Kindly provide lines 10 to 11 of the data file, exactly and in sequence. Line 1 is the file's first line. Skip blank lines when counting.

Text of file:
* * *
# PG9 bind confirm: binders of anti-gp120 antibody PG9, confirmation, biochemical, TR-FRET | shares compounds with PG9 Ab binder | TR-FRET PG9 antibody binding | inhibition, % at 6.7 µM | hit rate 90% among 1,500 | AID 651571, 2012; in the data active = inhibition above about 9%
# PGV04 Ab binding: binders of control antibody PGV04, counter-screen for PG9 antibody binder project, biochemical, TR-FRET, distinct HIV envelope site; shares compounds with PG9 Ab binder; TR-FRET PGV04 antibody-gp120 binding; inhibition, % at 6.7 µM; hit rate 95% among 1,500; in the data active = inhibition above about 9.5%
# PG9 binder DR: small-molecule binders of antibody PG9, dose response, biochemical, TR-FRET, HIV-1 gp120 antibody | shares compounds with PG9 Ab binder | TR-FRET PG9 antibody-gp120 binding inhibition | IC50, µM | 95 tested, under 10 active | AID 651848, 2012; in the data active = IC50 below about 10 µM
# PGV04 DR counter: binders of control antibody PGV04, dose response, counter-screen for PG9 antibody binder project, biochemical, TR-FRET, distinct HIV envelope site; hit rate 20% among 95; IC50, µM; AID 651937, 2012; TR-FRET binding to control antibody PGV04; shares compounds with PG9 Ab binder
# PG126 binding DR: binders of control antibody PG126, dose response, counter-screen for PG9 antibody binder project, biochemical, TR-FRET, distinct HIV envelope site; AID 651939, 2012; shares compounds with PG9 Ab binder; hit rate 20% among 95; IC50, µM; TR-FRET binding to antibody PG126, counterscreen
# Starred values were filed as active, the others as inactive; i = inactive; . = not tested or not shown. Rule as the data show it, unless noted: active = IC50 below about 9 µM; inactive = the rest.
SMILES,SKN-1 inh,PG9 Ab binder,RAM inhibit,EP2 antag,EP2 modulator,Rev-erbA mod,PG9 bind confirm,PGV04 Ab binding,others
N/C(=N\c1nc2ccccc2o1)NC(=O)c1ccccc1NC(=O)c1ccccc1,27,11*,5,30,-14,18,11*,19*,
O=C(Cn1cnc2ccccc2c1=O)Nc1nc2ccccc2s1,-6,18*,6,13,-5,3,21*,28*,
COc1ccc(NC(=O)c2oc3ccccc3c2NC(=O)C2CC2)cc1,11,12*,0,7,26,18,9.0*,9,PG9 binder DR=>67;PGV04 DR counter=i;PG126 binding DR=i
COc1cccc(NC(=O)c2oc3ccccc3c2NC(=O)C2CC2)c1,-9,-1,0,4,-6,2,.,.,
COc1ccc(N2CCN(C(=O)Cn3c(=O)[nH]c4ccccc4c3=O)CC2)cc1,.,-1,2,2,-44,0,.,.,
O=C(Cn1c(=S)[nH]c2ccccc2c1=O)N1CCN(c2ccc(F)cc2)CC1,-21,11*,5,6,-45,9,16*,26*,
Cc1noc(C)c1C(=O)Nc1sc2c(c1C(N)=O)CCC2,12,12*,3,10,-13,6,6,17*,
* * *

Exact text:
COc1ccc(NC(=O)c2oc3ccccc3c2NC(=O)C2CC2)cc1,11,12*,0,7,26,18,9.0*,9,PG9 binder DR=>67;PGV04 DR counter=i;PG126 binding DR=i
COc1cccc(NC(=O)c2oc3ccccc3c2NC(=O)C2CC2)c1,-9,-1,0,4,-6,2,.,.,